Is "For Free" Correct Grammar?
The Quick AnswerStrict grammarians will tell you that "for free" is grammatically incorrect because "free" is not a noun, and this means it cannot be preceded by "for" (a preposition).
In their view, something is "sold for nothing" or is "sold free."
However, through common usage, "for free" has become acceptable.
Is the Term "For Free" Grammatically Acceptable?Strict grammarians assert that the term "for free" is grammatically incorrect. According to them, the example below is wrong:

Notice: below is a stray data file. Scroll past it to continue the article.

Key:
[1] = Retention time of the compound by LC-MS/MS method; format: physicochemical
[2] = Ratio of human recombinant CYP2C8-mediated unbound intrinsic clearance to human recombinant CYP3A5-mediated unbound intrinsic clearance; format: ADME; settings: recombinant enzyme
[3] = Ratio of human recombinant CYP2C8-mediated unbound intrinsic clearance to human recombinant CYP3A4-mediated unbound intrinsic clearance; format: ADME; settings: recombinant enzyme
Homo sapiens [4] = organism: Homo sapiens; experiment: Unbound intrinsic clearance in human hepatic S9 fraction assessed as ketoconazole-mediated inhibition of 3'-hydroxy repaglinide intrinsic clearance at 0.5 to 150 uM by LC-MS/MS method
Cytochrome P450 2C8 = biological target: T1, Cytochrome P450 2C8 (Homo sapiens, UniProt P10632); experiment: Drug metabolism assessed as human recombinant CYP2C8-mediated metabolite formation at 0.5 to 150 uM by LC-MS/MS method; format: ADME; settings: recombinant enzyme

- Music critics get their records for free so their opinions usually don't matter. (Marilyn Manson)
(1) "For free" is grammatically unsound.
A preposition must sit before something functioning as a noun (i.e., a noun, a pronoun, or noun phrase). As "free" is an adjective, it cannot be preceded by the preposition "for."
(2) "For free" is logically unsound.
Strict grammarians state that "for" is a shortened version of "in exchange for," and "free" is a shortened version of "free of charge." So, if both were expanded to their full versions, we would have "in exchange for free of charge," which is nonsensical.